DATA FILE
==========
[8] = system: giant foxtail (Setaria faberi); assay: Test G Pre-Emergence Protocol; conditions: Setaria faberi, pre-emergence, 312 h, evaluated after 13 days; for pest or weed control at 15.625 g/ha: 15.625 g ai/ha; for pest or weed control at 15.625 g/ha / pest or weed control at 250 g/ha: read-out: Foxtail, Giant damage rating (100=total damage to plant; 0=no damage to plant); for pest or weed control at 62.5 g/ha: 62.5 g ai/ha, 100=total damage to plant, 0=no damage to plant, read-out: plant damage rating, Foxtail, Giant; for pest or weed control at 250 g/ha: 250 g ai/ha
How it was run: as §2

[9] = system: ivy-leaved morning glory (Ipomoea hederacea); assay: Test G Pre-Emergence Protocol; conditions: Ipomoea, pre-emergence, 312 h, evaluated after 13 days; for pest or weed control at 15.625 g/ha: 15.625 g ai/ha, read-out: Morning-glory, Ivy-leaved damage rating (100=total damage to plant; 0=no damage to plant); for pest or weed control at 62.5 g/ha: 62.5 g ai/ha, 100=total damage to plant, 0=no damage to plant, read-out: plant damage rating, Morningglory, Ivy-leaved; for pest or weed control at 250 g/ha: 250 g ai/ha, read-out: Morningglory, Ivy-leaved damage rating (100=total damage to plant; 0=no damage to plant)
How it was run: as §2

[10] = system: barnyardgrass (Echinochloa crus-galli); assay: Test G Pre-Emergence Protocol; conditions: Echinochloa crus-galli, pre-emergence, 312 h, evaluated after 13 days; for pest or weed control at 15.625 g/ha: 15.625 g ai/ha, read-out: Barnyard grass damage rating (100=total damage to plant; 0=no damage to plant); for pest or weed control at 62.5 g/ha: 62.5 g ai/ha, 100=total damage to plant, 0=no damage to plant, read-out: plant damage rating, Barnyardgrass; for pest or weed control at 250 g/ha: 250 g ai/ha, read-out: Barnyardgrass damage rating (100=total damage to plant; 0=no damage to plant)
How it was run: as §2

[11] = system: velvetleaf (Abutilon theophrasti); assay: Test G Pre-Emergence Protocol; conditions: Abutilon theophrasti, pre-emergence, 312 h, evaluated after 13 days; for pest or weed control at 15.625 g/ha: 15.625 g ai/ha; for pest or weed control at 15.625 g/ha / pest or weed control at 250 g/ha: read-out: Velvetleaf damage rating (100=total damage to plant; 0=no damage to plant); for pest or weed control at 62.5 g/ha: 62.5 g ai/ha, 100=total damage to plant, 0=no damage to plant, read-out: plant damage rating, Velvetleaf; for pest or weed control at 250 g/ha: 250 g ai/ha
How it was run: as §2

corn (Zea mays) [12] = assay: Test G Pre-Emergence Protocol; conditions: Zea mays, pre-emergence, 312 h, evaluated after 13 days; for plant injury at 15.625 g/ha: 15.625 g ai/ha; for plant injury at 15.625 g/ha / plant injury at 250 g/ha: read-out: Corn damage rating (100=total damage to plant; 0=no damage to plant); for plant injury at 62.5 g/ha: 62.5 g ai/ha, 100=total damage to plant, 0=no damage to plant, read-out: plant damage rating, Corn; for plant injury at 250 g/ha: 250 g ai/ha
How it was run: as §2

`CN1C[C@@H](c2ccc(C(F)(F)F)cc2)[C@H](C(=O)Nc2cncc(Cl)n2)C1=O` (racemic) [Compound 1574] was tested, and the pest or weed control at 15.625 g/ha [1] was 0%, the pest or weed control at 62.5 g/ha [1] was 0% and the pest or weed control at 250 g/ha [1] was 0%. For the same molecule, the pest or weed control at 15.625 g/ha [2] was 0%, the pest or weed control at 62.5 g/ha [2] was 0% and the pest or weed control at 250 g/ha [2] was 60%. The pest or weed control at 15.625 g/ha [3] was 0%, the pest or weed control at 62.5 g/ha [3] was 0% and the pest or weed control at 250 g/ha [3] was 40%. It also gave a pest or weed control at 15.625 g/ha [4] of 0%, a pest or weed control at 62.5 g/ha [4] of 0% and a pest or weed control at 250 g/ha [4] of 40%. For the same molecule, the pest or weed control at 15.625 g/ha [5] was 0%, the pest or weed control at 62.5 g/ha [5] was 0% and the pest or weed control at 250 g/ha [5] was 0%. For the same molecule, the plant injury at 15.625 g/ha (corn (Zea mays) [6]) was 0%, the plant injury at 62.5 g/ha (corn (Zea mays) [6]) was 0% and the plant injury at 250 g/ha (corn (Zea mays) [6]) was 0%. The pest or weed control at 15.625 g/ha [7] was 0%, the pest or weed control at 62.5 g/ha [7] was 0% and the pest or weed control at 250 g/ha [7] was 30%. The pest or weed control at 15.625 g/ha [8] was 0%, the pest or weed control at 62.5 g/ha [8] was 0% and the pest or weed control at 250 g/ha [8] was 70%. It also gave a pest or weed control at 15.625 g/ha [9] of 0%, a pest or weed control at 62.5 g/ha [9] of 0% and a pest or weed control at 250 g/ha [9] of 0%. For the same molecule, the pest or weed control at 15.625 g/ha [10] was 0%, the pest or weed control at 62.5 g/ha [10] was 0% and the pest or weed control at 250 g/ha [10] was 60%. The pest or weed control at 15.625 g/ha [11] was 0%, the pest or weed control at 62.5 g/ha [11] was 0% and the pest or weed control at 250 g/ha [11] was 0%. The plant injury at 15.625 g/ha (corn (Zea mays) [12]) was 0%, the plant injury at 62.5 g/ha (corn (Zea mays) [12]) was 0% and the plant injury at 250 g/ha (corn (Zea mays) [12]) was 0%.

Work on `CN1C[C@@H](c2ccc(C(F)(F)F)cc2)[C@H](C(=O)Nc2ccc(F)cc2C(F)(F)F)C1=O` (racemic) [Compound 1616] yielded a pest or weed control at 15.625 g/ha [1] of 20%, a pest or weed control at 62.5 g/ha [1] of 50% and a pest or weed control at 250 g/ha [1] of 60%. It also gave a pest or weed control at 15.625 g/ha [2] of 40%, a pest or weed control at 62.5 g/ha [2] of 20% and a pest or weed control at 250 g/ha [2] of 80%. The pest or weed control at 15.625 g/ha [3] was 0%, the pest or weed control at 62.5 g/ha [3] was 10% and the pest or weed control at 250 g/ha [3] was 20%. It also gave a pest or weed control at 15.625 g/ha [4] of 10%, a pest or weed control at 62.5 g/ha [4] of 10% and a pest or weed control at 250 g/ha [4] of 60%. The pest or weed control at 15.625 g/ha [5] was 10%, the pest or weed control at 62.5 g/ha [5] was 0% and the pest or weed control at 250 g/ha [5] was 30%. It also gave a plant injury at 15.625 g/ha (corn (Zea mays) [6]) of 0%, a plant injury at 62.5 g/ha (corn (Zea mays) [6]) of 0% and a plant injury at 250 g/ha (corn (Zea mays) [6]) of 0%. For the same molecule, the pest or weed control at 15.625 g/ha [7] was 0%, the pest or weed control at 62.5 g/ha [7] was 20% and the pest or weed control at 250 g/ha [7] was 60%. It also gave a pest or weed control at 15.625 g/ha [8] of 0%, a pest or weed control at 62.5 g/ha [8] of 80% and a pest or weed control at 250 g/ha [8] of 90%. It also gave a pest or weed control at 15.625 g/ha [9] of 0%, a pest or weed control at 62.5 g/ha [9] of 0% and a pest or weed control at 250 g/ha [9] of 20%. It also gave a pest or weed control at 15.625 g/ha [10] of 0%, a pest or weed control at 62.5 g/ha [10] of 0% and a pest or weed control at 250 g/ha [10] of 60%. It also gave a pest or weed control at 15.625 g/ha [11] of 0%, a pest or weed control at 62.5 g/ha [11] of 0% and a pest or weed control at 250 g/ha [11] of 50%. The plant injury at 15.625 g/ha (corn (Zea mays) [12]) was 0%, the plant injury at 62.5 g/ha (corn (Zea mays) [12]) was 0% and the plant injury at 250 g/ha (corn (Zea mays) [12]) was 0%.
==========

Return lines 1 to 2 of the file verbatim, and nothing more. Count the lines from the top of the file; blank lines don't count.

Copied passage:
[8] = system: giant foxtail (Setaria faberi); assay: Test G Pre-Emergence Protocol; conditions: Setaria faberi, pre-emergence, 312 h, evaluated after 13 days; for pest or weed control at 15.625 g/ha: 15.625 g ai/ha; for pest or weed control at 15.625 g/ha / pest or weed control at 250 g/ha: read-out: Foxtail, Giant damage rating (100=total damage to plant; 0=no damage to plant); for pest or weed control at 62.5 g/ha: 62.5 g ai/ha, 100=total damage to plant, 0=no damage to plant, read-out: plant damage rating, Foxtail, Giant; for pest or weed control at 250 g/ha: 250 g ai/ha
How it was run: as §2